Efforts are underway at Shakesville to improve upon the "safe space" and the list of requirements is starting to make airport security look like a trip to the supermarket.
While it may be a noble effort, I suspect it will meet the same end as previous attempts. That's unfortunate. But so is reality. As I mentioned on my Facebook page recently, you can't have a blog addressing controversial topics with a full-frontal headbutt, with 12,000 daily visitors no less, and expect everyone to be on the same wavelength, minding their manners and their "fuck yous" or occasional slip-ups in how wording is phrased, or whether the imagery of those words might cause someone discomfort.
Good luck with that effort. Let me put it in perspective. I've been seeking my own personal "safe space" since high school. What worked best for me there was simply being a loner, and even that wasn't terribly effective since I was subjected to frequent ridicule from one or two students because I was perceived as weird.
In college, I joined a Green Party group on campus which was comprised of about 12-15 students. Sounds like an ideal safe-space, right? I was out of there after about two weeks when I realized even a dozen like-minded people still can't agree on a damn thing. The bickering was just too much and I felt I had to leave. So pardon me if I'm a pessimist in refusing to believe it's even worth the effort to create such a space in a group of thousands. Although 95% of them might be intelligent and conscientious, and respectful in general, it doesn't take much in a crowded utopia to tip a glass over and that group is in no mood for a carpet clean-up.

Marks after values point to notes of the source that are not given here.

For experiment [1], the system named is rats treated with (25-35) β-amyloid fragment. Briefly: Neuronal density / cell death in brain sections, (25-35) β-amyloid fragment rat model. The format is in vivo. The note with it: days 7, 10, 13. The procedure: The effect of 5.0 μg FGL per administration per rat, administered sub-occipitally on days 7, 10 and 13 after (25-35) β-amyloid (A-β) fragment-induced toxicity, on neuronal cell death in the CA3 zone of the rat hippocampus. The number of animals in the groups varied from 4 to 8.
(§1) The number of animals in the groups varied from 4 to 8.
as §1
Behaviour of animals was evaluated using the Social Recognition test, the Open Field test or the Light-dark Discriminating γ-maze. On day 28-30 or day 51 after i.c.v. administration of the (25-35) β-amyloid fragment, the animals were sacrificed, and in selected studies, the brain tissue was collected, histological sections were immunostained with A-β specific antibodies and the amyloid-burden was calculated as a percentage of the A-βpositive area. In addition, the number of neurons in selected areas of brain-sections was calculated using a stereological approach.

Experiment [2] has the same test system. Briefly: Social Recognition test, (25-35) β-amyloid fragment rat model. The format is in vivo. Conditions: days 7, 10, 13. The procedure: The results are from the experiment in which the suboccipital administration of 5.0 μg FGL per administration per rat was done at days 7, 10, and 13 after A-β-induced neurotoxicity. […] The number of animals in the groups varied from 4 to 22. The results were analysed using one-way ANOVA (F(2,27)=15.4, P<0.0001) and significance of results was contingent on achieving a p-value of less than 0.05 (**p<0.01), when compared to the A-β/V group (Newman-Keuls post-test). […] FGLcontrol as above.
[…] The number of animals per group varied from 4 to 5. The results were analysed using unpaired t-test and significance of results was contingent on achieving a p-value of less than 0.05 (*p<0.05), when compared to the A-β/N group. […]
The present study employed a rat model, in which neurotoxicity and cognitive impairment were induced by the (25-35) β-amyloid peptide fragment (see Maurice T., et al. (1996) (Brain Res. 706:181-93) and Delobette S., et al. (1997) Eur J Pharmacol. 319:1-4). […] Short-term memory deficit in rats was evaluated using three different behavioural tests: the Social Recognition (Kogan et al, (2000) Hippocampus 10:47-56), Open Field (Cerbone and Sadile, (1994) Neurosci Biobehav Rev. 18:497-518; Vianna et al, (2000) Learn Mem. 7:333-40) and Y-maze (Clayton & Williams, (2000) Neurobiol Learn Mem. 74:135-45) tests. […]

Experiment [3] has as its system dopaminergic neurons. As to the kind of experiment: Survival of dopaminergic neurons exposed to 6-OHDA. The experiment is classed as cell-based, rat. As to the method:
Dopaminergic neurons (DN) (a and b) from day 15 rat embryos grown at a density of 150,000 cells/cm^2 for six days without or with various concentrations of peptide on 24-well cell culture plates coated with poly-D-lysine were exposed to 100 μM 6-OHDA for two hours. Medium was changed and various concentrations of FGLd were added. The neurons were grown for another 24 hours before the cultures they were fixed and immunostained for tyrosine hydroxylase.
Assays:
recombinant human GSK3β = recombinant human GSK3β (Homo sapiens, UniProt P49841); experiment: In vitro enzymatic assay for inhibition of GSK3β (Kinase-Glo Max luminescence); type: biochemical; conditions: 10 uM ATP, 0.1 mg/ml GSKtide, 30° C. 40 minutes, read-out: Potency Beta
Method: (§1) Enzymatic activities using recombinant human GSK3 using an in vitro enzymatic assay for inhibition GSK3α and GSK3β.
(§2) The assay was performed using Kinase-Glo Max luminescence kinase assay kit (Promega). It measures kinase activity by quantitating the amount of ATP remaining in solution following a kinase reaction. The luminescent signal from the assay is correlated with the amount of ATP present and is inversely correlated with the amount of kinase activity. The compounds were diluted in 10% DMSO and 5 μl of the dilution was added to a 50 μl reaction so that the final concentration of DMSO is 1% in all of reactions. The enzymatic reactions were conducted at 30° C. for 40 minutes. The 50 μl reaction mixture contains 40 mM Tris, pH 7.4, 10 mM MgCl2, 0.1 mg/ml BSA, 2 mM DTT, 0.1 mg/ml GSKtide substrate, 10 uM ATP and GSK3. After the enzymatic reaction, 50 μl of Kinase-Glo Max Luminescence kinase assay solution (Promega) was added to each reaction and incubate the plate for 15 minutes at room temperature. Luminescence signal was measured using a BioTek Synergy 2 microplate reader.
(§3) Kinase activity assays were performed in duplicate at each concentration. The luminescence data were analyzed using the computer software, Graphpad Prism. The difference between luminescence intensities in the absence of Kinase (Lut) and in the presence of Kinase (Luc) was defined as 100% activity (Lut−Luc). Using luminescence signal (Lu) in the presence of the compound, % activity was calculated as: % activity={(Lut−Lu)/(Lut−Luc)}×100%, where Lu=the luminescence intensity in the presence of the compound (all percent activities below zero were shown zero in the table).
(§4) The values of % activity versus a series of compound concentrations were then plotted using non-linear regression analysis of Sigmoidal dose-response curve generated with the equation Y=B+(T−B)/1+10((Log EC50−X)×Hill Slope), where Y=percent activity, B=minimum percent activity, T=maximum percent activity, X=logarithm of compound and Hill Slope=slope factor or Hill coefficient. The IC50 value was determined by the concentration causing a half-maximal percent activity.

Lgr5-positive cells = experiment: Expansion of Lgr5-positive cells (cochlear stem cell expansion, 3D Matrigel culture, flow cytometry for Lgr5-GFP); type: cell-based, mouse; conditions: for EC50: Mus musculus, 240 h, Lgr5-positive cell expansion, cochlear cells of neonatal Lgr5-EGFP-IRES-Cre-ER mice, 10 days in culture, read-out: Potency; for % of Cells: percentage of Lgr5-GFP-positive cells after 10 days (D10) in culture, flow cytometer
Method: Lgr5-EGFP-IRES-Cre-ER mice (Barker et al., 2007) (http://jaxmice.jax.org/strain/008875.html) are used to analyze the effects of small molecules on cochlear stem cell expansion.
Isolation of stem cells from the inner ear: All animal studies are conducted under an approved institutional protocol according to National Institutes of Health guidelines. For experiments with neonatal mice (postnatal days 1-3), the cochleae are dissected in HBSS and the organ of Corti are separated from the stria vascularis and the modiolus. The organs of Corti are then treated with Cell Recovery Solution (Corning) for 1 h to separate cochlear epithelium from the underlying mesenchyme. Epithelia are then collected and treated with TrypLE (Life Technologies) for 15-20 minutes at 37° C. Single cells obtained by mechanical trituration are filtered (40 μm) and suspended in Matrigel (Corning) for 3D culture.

Perhaps this is why I enjoy blogging about politics now because I'm not physically in the room with people listening to them argue and disagree. It's bad enough in a comment thread! And I'm not the least bit concerned that I am preaching to the choir, nor am I concerned that the choir might number about 4o or 50 as opposed to thousands. I blog to get things out of my system. I blog to vent. And I like putting it out there. I don't really give a shit about accolades, awards, or how many thumbs up I get. If I put out a bowl of food on the patio, something is going to eat it and enjoy it, even though I might never see it.
If that were my blog, and if I were in the same mental place as Melissa, I'd probably shut down blog comments on all posts except the most benign general interest humor pieces. I would link my posts to my Facebook page and my friends and like-minded acquaintances could comment. It might even work better that way as people, I believe, tend to think about the impact of what they are going to say when dealing with real names, and faces, as opposed to the anonymity of a blog thread with fake names.
But that's just me and how I would approach it. However, that would destroy the "community" feel. And ironically that takes us right back to square one.
Shakesville, or more accurately it was the precursor, Shakespeare's Sister, was one of two blogs I visited on a regular basis when I first started blogging in 2006. That blog spawned many virtual friendships (not to mention an education) which live on to this day on Facebook, and I am eternally grateful for having that wonderful experience and introduction back then to the people I know now. However virtual they may be (I've met a couple), I still consider them friends.
I wish nothing but the best for those Facebook friends of mine who also weather the storm over at Shakesville, moderating what is sometimes irrational madness. I admire their efforts and their determination. I feel that if Melissa shuts down the blog, and doesn't write another word, that would be a sad loss for the planet as she is one of the best, most articulate and interesting writers I've run across in the blogosphere. I would hope she would choose to continue writing somewhere.
As for Shakesville, the blog, even the tension which is evident in the comment thread today makes me uncomfortable to read. As with air travel, I'd have to say I'm "All Out" when it comes to mingling in the community. I'd prefer to watch from afar, in my own "safe space." I already have been for six months.